Thankful meets Lieutenant Fahy.
A lamp flickered low in the window at headquarters. A soldier stood outside smoking.
“Land sakes, the soldiers I’ve seen so far are barely handsome at all,” Thankful whispered.
“What did you expect?”
“I suppose more like how I imagine your father when he was young—like you, sort of—well, when you were home—not now, I mean . . .”
The smoking soldier stepped forward from beneath the porch and the moon lit him.
“Lieutenant Fahy, is Captain Markham in, sir?” William asked.
Fahy stepped closer and bowed to Thankful. Her eyes lit up, and she giggled at the sight of him.
William’s stomach burned. “This is my cousin, Miss Crenshaw, sir.”
“Very pleased to meet you, Miss Crenshaw.”
“And you! You’re from Dublin, aren’t you?” Thankful asked.
The lieutenant grinned. “Why, yes, how did you guess? I’ve tried right hard to lose the sound of Ireland.”
“Oh, you shouldn’t! My father has a doctor friend from Dublin and he’s smart—not a shanty Irish type . . . my goodness I should just stop now, sir—I think your accent is charming.”
“Where have you hid this girl, Weldon?” Fahy asked.
“She’s run away from home and is going back to her father in the morning, sir. She’s very young . . .”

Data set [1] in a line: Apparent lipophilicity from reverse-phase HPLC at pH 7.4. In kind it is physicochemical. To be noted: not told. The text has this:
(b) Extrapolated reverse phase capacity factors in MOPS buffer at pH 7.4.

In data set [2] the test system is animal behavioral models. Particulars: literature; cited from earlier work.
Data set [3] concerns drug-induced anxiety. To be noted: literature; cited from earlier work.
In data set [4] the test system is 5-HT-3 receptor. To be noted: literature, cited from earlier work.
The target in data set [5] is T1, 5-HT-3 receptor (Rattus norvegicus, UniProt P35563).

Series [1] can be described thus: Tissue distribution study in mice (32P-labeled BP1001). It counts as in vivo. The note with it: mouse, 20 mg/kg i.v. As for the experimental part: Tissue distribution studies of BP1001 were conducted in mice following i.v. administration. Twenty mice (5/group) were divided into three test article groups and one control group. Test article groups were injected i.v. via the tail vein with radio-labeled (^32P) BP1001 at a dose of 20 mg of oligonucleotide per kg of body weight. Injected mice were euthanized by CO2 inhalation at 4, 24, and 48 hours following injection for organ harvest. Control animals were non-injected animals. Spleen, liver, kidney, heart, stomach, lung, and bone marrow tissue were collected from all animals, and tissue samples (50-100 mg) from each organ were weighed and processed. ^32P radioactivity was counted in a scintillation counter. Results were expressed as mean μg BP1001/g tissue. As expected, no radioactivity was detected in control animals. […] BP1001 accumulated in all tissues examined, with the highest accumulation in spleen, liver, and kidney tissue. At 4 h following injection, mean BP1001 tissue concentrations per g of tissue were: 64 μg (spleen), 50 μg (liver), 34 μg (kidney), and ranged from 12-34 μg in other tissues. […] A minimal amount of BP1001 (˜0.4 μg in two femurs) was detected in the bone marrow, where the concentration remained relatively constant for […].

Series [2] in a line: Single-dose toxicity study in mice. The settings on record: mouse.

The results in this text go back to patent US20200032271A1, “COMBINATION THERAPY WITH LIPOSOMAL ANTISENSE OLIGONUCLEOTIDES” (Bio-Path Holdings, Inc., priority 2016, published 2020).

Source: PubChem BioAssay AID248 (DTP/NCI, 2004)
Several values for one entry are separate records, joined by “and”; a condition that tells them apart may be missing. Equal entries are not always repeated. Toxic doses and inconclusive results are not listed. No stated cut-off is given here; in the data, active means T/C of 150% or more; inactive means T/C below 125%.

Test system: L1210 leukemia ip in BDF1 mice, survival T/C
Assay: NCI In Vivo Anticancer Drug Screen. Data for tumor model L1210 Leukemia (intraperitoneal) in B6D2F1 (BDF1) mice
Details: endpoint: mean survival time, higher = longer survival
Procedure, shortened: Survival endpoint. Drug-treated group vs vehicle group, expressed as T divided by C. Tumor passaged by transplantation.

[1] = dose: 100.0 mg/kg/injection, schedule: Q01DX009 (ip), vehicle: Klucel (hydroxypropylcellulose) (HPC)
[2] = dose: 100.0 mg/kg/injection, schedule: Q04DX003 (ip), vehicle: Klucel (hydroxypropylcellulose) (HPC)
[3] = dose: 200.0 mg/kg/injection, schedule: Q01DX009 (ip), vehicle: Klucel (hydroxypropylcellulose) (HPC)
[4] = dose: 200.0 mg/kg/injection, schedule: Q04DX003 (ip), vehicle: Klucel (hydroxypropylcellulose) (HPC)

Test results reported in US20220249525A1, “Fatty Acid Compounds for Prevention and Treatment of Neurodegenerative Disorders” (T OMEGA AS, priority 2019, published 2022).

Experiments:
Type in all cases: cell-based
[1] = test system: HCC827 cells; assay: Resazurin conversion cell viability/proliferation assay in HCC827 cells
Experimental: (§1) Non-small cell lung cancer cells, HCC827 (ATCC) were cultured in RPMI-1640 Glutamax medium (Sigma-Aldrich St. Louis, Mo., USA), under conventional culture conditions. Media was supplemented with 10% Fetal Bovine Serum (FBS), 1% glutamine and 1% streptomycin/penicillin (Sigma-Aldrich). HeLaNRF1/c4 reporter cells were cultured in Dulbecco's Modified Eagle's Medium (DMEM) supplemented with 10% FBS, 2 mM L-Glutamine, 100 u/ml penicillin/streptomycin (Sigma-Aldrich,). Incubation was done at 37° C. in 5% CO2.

“I am not, Willy!”
Fahy took a drag from his pipe, his head tilted in amusement.
“I’m eighteen!” Thankful said, swishing her skirts slightly.
Fahy gave her the once over. “My sisters and brother and I came to America when we were young like yourself. You’ve got a great country here.”
“Oh, yes, of course it is,” Thankful said. “And how many sisters do you have, Mr. Fahy?”
“Just buckets of them and brothers, too. I’m a twin, in fact, but my brother joined the navy for a lark.”
“By golly, I’m a twin. How very coincidental.”
“Thankful, we need to talk to the captain,” William reminded her.
“Thankful? What an unusual name,” Fahy gushed.
“It sounds nice the way you say it, sir.”
“Come along now, COUSIN, I have to get back, you know,” William said, taking her arm.
Fahy sighed. “Bill Weldon, you should try to enjoy life a little.” He turned to Thankful. “Your cousin is a good fellow, but always so serious.”
Excerpted from WEARY OF RUNNING. Read more about Buck Crenshaw and his misadventures when you buy the book today!
“The second installment in The Tenafly Road Series definitely did not disappoint. With the introduction of new characters and the return of familiar ones, Weary of Running made for an exciting read. The protagonist, Thankful, is the real highlight of the novel. She consistently makes very poor decisions but in the end, you can understand why she has made every last one of them. The story ranges from love and romance to questions of faith and morality. It does all this without being preachy and explores many angles of different aspects of life. This is one of the best books I have read in a long time.” Amazon Review
“Buck Crenshaw is my favorite dysfunctional lovable character.”